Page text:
Ohio special election in national spotlight with abortion rights and minimum wage on the line
Columbus, Ohio - Ohio votes Tuesday on whether to make amending its constitution more difficult, in a referendum viewed nationwide as a test of conservatives' power to curtail abortion rights.
The Issue 1 special election – which unites anti-abortion groups with opponents of a minimum wage hike – will decide on proposals to increase the bar to pass constitutional amendments to 60% of the vote from a simple majority.
The stakes have been raised by another referendum scheduled for November on codifying abortion rights into Ohio's constitution.
Republicans are looking to replicate the strategy in other states if Tuesday's vote is successful and media has reported spending from mostly out-of-state political groups on both sides totaling around $35 million.
After the 2022 Supreme Court decision ending nationwide protection for abortion rights, Ohio introduced a six-week ban that has been held up in the courts.
But 58% of likely Ohio voters support enshrining abortion rights in the constitution, according to polls released last month by USA Today/Suffolk University and in June by Scripps News/YouGov.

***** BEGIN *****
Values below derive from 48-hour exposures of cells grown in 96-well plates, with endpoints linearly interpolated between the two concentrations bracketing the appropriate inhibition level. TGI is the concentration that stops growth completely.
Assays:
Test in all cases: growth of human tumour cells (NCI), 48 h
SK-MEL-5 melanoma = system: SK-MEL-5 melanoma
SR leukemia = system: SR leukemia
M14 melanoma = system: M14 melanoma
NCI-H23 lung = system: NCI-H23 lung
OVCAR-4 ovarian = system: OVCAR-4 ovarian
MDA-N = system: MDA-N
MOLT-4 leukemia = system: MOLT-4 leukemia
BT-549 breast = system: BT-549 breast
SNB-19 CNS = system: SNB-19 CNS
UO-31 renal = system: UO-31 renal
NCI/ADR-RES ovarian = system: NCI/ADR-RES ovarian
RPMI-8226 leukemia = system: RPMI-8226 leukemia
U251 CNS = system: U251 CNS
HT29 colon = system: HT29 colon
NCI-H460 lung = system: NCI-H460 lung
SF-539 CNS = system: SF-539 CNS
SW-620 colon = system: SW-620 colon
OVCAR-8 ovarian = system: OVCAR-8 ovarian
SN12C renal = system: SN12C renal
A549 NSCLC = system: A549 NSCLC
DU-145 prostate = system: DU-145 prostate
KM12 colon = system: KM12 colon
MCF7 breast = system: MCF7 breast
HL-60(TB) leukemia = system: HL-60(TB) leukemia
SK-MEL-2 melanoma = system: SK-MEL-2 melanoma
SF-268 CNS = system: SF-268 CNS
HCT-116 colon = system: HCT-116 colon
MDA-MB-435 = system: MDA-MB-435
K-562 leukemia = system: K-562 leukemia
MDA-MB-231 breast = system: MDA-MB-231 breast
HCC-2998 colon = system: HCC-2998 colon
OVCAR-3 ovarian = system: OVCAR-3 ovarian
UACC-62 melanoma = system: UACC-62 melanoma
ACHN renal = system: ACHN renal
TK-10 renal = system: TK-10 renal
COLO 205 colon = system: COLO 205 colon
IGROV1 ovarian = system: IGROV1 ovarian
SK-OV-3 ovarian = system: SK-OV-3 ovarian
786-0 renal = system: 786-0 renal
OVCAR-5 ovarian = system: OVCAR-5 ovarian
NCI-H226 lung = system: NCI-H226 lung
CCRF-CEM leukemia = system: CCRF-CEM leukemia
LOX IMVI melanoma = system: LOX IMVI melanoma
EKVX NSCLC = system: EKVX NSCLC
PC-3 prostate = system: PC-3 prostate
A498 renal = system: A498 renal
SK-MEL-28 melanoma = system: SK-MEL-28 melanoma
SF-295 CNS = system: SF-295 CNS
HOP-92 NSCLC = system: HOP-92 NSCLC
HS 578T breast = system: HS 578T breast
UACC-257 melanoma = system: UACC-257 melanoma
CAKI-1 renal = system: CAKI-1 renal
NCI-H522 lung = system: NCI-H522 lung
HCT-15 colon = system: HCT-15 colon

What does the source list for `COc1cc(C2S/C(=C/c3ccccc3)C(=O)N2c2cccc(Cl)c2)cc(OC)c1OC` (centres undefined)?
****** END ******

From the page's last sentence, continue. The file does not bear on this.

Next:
The League of Women Voters of Ohio called the referendum measure, proposed by Ohio's Republican-controlled legislature, an "attempt to strip away the power of everyday people."
Ohio business organizations fight against minimum wage rise
Businesses groups are supporting Issue 1 because it would complicate future attempts at raising the minimum wage, with a referendum already scheduled for November 2024 on an increase from $10.10 an hour to $15.
"Ohio's constitution is the bedrock of our system of government and should not be subject to changes based on fleeting public opinion," the state's chamber of commerce said in a joint statement with other national and local business groups.
"For far too long, the Ohio constitution has been an easy target for those seeking to enact anti-business policies or further narrow special interest initiatives outside of the traditional legislative process."
A special election at the height of summer would normally attract a relatively low turnout but nearly 600,000 Ohioans had already voted by the end of last week, according to the Columbus Dispatch. There were fewer than 150,000 early votes for an August special election last year.
Cover photo: Collage: IMAGO / USA TODAY Network